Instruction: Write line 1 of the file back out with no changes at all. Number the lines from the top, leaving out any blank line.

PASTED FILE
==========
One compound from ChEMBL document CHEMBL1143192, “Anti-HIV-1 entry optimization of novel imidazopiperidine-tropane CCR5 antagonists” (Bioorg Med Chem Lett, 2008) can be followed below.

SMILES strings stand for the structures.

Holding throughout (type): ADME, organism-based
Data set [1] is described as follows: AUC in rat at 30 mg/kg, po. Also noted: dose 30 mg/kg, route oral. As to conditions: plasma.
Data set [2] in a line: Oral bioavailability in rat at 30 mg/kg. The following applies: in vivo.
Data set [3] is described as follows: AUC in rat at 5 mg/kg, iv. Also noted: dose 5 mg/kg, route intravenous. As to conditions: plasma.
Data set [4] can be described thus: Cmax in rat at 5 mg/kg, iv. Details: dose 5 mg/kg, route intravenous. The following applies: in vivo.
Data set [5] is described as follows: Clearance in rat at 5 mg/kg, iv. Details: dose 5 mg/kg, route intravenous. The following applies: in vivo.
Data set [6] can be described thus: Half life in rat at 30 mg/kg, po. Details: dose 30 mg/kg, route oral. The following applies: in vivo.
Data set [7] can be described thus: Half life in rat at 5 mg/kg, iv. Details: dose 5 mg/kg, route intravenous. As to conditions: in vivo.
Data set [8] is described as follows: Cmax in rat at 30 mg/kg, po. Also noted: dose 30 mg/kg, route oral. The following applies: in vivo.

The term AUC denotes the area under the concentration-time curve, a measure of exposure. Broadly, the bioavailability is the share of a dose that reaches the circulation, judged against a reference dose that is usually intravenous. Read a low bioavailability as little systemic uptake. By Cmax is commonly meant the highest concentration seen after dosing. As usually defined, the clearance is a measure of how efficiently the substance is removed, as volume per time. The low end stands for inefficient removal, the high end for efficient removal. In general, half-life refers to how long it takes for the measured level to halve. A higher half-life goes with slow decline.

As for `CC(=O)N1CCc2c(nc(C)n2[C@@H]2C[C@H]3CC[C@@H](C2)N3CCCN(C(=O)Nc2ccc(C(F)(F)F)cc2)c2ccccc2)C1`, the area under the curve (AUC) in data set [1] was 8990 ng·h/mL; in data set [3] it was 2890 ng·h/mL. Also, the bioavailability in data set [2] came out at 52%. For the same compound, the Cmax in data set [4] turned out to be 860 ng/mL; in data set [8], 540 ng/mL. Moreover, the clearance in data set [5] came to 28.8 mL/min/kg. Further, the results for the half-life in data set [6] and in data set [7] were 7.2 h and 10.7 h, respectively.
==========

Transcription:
One compound from ChEMBL document CHEMBL1143192, “Anti-HIV-1 entry optimization of novel imidazopiperidine-tropane CCR5 antagonists” (Bioorg Med Chem Lett, 2008) can be followed below.